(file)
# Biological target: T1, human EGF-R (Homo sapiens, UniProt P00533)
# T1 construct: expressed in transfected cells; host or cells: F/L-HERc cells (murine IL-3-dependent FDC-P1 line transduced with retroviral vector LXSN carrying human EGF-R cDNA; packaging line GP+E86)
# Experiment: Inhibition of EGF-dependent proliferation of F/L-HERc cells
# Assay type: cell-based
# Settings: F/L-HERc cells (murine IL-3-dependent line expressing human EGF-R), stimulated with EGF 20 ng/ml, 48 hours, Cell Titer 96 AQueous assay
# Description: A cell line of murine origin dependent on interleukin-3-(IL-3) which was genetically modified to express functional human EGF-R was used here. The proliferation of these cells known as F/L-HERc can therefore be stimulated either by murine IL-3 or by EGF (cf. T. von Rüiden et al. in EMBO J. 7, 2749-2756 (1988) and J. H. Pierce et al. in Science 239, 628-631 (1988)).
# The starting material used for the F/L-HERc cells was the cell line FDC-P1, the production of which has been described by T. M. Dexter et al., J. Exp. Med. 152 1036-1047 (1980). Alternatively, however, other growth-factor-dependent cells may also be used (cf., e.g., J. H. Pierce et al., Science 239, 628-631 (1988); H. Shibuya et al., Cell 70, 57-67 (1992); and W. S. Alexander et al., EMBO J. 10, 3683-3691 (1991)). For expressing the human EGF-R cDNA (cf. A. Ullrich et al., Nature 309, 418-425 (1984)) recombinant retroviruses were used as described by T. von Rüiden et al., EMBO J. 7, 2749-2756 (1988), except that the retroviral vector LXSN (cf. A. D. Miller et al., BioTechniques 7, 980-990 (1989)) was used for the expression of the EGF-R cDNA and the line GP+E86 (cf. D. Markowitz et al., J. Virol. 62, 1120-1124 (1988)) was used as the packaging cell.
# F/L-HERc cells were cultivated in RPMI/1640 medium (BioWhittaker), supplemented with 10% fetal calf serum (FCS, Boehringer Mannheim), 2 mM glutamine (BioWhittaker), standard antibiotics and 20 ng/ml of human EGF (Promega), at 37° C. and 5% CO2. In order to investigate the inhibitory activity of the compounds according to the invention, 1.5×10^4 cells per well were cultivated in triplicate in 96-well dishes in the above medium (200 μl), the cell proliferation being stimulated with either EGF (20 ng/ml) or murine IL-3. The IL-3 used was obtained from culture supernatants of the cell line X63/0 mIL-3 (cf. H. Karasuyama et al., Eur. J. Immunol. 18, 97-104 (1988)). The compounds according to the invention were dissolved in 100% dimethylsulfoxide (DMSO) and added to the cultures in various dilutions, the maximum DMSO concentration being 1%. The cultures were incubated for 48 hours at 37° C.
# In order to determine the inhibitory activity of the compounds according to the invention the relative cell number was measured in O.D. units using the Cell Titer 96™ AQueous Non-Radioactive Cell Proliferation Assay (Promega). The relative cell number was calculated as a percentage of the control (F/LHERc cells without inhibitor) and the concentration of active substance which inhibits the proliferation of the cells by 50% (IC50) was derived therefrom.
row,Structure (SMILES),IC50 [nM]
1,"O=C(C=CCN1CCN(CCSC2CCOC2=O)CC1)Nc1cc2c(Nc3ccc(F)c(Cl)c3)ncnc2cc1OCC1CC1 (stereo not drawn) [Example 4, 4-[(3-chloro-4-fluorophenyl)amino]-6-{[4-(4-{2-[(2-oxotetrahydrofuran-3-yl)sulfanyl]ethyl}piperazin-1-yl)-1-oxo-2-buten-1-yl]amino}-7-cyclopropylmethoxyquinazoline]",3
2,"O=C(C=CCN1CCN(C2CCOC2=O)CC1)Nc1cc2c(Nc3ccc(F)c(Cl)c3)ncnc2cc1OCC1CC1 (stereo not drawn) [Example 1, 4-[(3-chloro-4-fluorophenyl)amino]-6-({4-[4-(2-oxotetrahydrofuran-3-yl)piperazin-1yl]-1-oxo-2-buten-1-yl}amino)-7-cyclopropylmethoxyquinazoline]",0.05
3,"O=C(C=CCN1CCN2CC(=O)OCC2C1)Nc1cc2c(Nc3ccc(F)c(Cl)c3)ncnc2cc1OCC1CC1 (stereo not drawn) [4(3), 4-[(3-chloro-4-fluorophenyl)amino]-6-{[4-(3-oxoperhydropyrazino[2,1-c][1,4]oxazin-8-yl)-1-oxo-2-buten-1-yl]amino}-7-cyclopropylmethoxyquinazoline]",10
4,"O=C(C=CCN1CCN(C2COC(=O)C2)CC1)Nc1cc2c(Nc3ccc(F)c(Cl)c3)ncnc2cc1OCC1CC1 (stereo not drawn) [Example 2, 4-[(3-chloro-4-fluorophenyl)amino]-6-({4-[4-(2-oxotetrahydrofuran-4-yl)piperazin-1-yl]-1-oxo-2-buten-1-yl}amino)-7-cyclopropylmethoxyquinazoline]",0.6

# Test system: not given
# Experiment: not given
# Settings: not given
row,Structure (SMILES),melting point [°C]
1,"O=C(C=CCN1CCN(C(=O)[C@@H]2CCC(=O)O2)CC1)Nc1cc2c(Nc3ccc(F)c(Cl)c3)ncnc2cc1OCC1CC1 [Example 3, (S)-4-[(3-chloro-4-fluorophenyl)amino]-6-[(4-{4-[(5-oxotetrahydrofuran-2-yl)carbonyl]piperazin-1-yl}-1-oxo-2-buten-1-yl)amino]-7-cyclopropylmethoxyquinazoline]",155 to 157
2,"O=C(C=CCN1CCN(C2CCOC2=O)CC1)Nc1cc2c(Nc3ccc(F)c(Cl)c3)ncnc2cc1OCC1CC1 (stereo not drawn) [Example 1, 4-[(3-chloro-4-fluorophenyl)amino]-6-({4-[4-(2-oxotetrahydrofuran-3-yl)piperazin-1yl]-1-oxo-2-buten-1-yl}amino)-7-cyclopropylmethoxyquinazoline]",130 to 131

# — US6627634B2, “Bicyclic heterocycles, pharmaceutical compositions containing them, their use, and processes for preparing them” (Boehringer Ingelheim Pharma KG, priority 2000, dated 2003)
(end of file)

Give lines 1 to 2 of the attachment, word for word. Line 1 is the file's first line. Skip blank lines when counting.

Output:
# Biological target: T1, human EGF-R (Homo sapiens, UniProt P00533)
# T1 construct: expressed in transfected cells; host or cells: F/L-HERc cells (murine IL-3-dependent FDC-P1 line transduced with retroviral vector LXSN carrying human EGF-R cDNA; packaging line GP+E86)